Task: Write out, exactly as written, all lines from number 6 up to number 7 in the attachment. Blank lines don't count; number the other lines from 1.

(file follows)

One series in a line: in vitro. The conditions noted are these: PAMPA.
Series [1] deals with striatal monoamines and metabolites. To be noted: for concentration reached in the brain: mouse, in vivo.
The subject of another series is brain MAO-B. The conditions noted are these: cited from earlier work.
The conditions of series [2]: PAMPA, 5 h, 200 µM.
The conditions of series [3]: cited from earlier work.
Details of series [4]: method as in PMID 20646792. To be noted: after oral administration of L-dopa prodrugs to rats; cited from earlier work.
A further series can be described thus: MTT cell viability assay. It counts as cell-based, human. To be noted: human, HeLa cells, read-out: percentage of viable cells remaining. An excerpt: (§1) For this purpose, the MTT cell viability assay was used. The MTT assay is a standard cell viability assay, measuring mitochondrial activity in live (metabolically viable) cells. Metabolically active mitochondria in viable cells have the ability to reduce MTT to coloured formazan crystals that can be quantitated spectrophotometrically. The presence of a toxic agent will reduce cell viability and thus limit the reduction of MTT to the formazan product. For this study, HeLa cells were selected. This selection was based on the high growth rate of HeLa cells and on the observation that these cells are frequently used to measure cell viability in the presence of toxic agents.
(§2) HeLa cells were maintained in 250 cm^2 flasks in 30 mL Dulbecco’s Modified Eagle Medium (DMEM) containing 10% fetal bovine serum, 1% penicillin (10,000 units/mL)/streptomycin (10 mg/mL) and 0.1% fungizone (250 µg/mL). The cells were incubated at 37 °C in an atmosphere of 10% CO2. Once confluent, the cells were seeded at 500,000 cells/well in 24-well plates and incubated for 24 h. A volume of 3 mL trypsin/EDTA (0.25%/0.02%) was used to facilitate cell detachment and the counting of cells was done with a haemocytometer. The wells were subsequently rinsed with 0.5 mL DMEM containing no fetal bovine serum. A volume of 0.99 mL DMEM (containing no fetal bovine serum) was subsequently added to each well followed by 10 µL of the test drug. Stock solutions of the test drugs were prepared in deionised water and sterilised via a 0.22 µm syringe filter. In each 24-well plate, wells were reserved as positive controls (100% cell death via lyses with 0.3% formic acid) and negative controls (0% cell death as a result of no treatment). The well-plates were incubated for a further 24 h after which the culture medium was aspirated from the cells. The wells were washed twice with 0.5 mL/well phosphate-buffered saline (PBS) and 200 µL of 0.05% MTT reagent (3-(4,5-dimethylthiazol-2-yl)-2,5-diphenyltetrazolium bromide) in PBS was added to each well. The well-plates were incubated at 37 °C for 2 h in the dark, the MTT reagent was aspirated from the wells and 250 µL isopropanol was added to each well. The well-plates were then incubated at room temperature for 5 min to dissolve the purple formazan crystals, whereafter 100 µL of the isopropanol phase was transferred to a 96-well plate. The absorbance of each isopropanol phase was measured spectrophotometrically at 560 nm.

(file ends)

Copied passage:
Details of series [4]: method as in PMID 20646792. To be noted: after oral administration of L-dopa prodrugs to rats; cited from earlier work.
A further series can be described thus: MTT cell viability assay. It counts as cell-based, human. To be noted: human, HeLa cells, read-out: percentage of viable cells remaining. An excerpt: (§1) For this purpose, the MTT cell viability assay was used. The MTT assay is a standard cell viability assay, measuring mitochondrial activity in live (metabolically viable) cells. Metabolically active mitochondria in viable cells have the ability to reduce MTT to coloured formazan crystals that can be quantitated spectrophotometrically. The presence of a toxic agent will reduce cell viability and thus limit the reduction of MTT to the formazan product. For this study, HeLa cells were selected. This selection was based on the high growth rate of HeLa cells and on the observation that these cells are frequently used to measure cell viability in the presence of toxic agents.